For centuries humans have gathered around music, our ancestors have always given relevance to music, even in ancient societies such as Greece and Rome it was considered part of their worship of the gods and even today it is a fundamental part of religious culture. And in contemporary societies, musicians are considered creative idols, not only because of their creative and musical expression but also because of the dedication they show in their musical approaches and the achievement of their goals.
This path could only be carried out with practice, correction and the acquisition of tools that benefit the development of the artist. Showing oneself publicly is the natural way to promote one’s professional career. Today it is necessary to have an account on social networks to be seen by many people, however, music contests can offer a little more than visibility. Mainly because they offer the possibility to meet influential people in the industry, travel, meet other musicians and above all the opportunity to gain knowledge through masterclasses even with world-class artists. For this reason, our post today is dedicated to music festivals and their evolution.
The 1920’s and the First World War
In the 1920s, reviews of classical music and concerts were prominent in the New York newspapers. Still, the critics’ sympathy was only dedicated to names already recognized in the field of music. However, Walter Wehle Naumburg, a wealthy banker, philanthropist and musicologist dedicated part of his fortune to promoting interest in symphonic and semi-classical music, helping to establish the New York Oratory Society and had the idea of creating free concerts in Central Park. The Naumburg Competition was established in 1905 and has been in force to date. The first competition included pianists, violinists and cellists and sometime later vocalists were included. Since 1970 the Naumburg contest has alternated between piano, strings and voice, although it has also been performed with an emphasis on flute, clarinet and classical guitar. Contest winners have the opportunity to make their own recording, perform two recitals at Alice Tully Hall, and receive a cash prize. This contest has been cataloged as one of the oldest and most prestigious of all.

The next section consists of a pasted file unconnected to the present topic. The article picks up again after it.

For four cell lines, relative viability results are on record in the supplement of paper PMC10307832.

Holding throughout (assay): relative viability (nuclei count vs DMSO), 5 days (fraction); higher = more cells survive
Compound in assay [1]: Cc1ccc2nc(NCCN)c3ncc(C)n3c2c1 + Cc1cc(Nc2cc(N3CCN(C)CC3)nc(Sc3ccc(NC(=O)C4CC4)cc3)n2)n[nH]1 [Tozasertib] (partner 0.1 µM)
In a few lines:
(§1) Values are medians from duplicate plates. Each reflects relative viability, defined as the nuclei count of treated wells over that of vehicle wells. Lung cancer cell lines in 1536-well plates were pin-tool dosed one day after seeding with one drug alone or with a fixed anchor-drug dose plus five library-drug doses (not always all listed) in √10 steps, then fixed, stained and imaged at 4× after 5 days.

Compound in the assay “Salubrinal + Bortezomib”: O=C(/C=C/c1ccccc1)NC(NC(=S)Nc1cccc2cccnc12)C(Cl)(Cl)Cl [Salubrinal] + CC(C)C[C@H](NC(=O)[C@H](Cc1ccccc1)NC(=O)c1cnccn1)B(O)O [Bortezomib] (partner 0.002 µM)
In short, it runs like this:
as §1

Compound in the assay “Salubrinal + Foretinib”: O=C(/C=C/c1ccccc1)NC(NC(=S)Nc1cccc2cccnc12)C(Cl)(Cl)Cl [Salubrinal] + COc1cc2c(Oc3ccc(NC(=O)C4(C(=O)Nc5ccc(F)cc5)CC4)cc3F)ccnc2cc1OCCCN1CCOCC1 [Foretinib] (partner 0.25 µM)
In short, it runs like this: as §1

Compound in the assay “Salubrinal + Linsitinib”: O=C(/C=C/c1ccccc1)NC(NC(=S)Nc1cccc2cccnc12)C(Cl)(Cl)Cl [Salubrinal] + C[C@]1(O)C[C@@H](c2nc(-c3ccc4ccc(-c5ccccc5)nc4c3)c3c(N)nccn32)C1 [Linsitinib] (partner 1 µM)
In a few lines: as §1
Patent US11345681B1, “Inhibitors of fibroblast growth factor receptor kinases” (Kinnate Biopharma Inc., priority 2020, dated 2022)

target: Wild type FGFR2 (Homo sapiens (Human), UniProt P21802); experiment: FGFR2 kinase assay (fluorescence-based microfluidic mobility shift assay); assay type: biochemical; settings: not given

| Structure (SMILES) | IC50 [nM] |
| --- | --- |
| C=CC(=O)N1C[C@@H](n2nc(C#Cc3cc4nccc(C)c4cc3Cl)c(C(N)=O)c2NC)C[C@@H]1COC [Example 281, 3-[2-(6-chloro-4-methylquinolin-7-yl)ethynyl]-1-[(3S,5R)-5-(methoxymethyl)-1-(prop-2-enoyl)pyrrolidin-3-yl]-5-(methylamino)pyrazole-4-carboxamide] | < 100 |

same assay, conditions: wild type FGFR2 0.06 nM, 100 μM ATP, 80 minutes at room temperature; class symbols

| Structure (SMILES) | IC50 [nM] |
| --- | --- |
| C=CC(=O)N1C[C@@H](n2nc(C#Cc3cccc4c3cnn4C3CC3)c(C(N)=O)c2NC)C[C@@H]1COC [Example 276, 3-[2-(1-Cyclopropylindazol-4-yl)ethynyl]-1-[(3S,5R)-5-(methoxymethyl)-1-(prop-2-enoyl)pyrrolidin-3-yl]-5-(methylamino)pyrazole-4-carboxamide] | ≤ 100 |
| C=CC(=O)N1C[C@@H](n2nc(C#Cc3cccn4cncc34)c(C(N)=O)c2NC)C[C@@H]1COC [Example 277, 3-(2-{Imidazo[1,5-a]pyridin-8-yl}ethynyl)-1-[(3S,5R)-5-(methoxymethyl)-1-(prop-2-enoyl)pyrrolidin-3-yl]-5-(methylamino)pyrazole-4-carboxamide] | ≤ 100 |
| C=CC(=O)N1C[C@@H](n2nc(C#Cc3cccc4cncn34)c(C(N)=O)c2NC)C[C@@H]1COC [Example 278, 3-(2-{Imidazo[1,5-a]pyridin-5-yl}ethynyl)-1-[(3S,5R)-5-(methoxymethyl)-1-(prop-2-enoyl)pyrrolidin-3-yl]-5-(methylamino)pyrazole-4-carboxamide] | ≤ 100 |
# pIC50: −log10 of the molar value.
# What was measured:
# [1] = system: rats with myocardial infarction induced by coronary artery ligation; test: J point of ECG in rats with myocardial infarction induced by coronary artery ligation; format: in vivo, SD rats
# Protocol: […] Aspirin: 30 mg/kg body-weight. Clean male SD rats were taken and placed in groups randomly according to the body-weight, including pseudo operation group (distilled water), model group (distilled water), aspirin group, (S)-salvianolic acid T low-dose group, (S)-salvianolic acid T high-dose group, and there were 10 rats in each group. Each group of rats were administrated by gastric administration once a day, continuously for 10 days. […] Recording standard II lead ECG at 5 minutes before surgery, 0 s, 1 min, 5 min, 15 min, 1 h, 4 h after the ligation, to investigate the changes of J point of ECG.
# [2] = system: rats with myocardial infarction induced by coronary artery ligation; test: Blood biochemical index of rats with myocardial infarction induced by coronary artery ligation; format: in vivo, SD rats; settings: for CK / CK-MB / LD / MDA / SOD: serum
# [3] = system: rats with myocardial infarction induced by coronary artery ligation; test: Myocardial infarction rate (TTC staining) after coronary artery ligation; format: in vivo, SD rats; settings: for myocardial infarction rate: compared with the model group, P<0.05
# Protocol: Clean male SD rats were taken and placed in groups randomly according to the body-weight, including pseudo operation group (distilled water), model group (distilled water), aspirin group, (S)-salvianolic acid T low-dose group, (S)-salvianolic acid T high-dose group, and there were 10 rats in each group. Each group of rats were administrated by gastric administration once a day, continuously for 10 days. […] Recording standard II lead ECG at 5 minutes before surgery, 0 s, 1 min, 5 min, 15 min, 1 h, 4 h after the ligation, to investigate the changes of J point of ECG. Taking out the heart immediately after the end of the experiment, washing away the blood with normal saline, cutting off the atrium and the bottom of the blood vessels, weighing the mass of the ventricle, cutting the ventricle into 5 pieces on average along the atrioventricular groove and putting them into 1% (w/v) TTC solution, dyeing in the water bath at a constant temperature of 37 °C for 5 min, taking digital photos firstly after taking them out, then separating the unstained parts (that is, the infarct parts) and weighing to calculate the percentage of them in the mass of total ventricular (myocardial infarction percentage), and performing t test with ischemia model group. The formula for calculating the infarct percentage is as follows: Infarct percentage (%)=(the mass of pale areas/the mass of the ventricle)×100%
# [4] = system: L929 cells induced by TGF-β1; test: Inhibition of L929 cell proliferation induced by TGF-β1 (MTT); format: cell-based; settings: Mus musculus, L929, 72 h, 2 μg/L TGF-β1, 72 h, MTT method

At the same time in Warsaw, one of the few competitions dedicated to a single composer was founded, for this reason, it bears his name, Chopin. In 1927 when the pianist, teacher and conductor Jerzy Żurawlew gave rise to the piano competition, which would later become one of the members of the World Federation of International Music Competitions in Geneva. It is still in force, its last edition was in 2021 and they are already inviting the 22nd edition on their social networks.